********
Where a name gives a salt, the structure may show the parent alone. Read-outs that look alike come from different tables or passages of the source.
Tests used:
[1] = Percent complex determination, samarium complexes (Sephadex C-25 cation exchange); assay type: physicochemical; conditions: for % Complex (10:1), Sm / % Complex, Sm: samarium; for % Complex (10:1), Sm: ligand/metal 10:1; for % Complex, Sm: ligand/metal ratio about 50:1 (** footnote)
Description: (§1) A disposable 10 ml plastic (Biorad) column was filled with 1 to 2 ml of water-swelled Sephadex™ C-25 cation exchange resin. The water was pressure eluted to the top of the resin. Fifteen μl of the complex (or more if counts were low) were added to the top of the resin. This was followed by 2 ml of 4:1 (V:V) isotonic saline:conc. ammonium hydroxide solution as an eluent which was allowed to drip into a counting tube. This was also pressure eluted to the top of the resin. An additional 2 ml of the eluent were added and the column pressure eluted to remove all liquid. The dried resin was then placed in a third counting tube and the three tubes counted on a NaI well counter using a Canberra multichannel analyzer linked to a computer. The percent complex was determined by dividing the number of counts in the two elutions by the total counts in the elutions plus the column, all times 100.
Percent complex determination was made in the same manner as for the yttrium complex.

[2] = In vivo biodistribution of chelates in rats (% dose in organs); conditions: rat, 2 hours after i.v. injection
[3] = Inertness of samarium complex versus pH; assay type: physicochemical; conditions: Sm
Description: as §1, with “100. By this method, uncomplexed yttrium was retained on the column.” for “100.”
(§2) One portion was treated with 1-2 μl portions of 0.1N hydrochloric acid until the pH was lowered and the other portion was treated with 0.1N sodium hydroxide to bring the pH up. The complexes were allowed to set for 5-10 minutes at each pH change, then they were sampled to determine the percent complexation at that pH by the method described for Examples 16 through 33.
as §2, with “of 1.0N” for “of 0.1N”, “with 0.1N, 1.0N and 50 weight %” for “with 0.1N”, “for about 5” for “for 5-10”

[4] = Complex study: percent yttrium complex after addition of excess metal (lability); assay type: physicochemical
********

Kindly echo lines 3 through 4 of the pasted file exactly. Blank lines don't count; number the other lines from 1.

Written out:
[1] = Percent complex determination, samarium complexes (Sephadex C-25 cation exchange); assay type: physicochemical; conditions: for % Complex (10:1), Sm / % Complex, Sm: samarium; for % Complex (10:1), Sm: ligand/metal 10:1; for % Complex, Sm: ligand/metal ratio about 50:1 (** footnote)
Description: (§1) A disposable 10 ml plastic (Biorad) column was filled with 1 to 2 ml of water-swelled Sephadex™ C-25 cation exchange resin. The water was pressure eluted to the top of the resin. Fifteen μl of the complex (or more if counts were low) were added to the top of the resin. This was followed by 2 ml of 4:1 (V:V) isotonic saline:conc. ammonium hydroxide solution as an eluent which was allowed to drip into a counting tube. This was also pressure eluted to the top of the resin. An additional 2 ml of the eluent were added and the column pressure eluted to remove all liquid. The dried resin was then placed in a third counting tube and the three tubes counted on a NaI well counter using a Canberra multichannel analyzer linked to a computer. The percent complex was determined by dividing the number of counts in the two elutions by the total counts in the elutions plus the column, all times 100.